Drum beats, jingles and a powerful bass line cut out in lively and jerky pulsations open “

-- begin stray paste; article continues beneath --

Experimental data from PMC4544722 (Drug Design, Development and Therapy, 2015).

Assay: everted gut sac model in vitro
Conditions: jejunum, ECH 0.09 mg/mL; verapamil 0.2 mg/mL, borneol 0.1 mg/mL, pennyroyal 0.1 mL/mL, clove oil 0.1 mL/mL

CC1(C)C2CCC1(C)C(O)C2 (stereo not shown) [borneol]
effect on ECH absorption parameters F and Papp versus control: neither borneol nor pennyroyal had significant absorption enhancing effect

Reflections” with strength. "Don't Look Back" is a strong source of motivation to pursue the exploration of this David Wright's first opus. The synth covers this rhythm of electronic rock with a delicate melody whistled as a walker who contemplates the luxuriant greenery under a radiant sun. Other percussions add as much weight as swiftness to this hymn of electronic rock which will be the only one of David Wright's repertoire. "Don't Look Back" is a dynamic title which answers to a need at that time if we recall Christian Richet's Overture. "Don't Look Back" starts as a kicker, the rest of “Reflections” is just like that we know of David Wright; a superb melodist who gives life to meditative airs onto structures as much dreamlike as relaxing. "Romance" is a long seraphic title with beautiful arrangements where the synths have the looks of a string quartet. The first part is acoustically soft with a surrounding cloud of Mellotron mist. This very beautiful piece of music with the airs of film theme goes straight into the fibers of our soul with a beautiful ambiospheric melody where the angels hum the airs of immortal souls accompanied by a beautiful harmonica which pours its tears on the strings of an acoustic guitar or of a celestial harp. It's the very beautiful track which doubtless inspired Raphael's dreams in his series of Music To Disappear In albums. "January ' 89" offers a structure of rhythm as lively as the steps of a wolf which runs stealthily to hide. The tempo is rather difficult to describe with its jerks of percussions and bass pulsations which forge a strange spasmodic electronic march. Sequences and keyboard chords freeze an harmonious structure which rings like a melody hammered on a glass tube.